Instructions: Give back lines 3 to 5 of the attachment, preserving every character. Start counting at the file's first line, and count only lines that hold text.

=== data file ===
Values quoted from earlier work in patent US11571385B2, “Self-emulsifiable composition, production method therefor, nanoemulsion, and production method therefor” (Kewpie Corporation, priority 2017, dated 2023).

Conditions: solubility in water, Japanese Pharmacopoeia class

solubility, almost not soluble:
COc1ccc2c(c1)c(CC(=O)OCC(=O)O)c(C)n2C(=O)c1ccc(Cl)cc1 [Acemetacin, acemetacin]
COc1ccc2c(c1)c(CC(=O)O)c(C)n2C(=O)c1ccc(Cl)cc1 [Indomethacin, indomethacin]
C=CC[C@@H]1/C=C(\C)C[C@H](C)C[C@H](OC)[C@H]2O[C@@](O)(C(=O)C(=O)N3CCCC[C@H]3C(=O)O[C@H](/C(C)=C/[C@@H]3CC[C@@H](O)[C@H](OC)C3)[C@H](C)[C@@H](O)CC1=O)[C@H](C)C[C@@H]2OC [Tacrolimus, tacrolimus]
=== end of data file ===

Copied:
solubility, almost not soluble:
COc1ccc2c(c1)c(CC(=O)OCC(=O)O)c(C)n2C(=O)c1ccc(Cl)cc1 [Acemetacin, acemetacin]
COc1ccc2c(c1)c(CC(=O)O)c(C)n2C(=O)c1ccc(Cl)cc1 [Indomethacin, indomethacin]